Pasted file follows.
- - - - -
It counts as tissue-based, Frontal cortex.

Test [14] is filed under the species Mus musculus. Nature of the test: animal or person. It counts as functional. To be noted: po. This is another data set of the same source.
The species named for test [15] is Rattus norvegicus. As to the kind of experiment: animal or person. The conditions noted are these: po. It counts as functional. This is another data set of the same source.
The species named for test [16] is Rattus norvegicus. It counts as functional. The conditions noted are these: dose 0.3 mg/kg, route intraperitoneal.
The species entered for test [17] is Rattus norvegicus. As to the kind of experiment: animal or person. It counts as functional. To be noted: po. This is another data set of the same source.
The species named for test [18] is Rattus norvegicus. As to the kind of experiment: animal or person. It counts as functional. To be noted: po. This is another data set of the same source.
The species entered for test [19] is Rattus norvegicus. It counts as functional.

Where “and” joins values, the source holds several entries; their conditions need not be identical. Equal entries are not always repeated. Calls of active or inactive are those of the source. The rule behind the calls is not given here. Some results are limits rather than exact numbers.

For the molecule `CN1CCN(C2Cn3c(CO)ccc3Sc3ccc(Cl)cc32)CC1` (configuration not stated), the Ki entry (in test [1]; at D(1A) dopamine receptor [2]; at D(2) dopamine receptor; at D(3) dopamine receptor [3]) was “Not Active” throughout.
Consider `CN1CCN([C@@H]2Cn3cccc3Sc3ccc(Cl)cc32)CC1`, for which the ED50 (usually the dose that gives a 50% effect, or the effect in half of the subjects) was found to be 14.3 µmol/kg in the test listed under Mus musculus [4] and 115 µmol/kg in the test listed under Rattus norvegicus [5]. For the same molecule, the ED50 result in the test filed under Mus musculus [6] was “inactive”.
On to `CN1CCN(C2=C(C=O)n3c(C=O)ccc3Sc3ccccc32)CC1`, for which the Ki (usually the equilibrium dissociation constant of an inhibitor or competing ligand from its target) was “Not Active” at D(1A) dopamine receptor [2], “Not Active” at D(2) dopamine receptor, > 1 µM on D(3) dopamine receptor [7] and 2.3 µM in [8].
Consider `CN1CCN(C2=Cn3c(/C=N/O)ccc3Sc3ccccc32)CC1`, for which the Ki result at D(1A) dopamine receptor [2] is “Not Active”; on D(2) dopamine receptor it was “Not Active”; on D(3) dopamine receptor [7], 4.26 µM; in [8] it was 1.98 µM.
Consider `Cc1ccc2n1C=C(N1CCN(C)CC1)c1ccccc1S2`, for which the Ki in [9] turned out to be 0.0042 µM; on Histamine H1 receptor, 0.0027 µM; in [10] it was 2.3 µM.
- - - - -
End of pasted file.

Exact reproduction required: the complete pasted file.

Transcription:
It counts as tissue-based, Frontal cortex.

Test [14] is filed under the species Mus musculus. Nature of the test: animal or person. It counts as functional. To be noted: po. This is another data set of the same source.
The species named for test [15] is Rattus norvegicus. As to the kind of experiment: animal or person. The conditions noted are these: po. It counts as functional. This is another data set of the same source.
The species named for test [16] is Rattus norvegicus. It counts as functional. The conditions noted are these: dose 0.3 mg/kg, route intraperitoneal.
The species entered for test [17] is Rattus norvegicus. As to the kind of experiment: animal or person. It counts as functional. To be noted: po. This is another data set of the same source.
The species named for test [18] is Rattus norvegicus. As to the kind of experiment: animal or person. It counts as functional. To be noted: po. This is another data set of the same source.
The species entered for test [19] is Rattus norvegicus. It counts as functional.

Where “and” joins values, the source holds several entries; their conditions need not be identical. Equal entries are not always repeated. Calls of active or inactive are those of the source. The rule behind the calls is not given here. Some results are limits rather than exact numbers.

For the molecule `CN1CCN(C2Cn3c(CO)ccc3Sc3ccc(Cl)cc32)CC1` (configuration not stated), the Ki entry (in test [1]; at D(1A) dopamine receptor [2]; at D(2) dopamine receptor; at D(3) dopamine receptor [3]) was “Not Active” throughout.
Consider `CN1CCN([C@@H]2Cn3cccc3Sc3ccc(Cl)cc32)CC1`, for which the ED50 (usually the dose that gives a 50% effect, or the effect in half of the subjects) was found to be 14.3 µmol/kg in the test listed under Mus musculus [4] and 115 µmol/kg in the test listed under Rattus norvegicus [5]. For the same molecule, the ED50 result in the test filed under Mus musculus [6] was “inactive”.
On to `CN1CCN(C2=C(C=O)n3c(C=O)ccc3Sc3ccccc32)CC1`, for which the Ki (usually the equilibrium dissociation constant of an inhibitor or competing ligand from its target) was “Not Active” at D(1A) dopamine receptor [2], “Not Active” at D(2) dopamine receptor, > 1 µM on D(3) dopamine receptor [7] and 2.3 µM in [8].
Consider `CN1CCN(C2=Cn3c(/C=N/O)ccc3Sc3ccccc32)CC1`, for which the Ki result at D(1A) dopamine receptor [2] is “Not Active”; on D(2) dopamine receptor it was “Not Active”; on D(3) dopamine receptor [7], 4.26 µM; in [8] it was 1.98 µM.
Consider `Cc1ccc2n1C=C(N1CCN(C)CC1)c1ccccc1S2`, for which the Ki in [9] turned out to be 0.0042 µM; on Histamine H1 receptor, 0.0027 µM; in [10] it was 2.3 µM.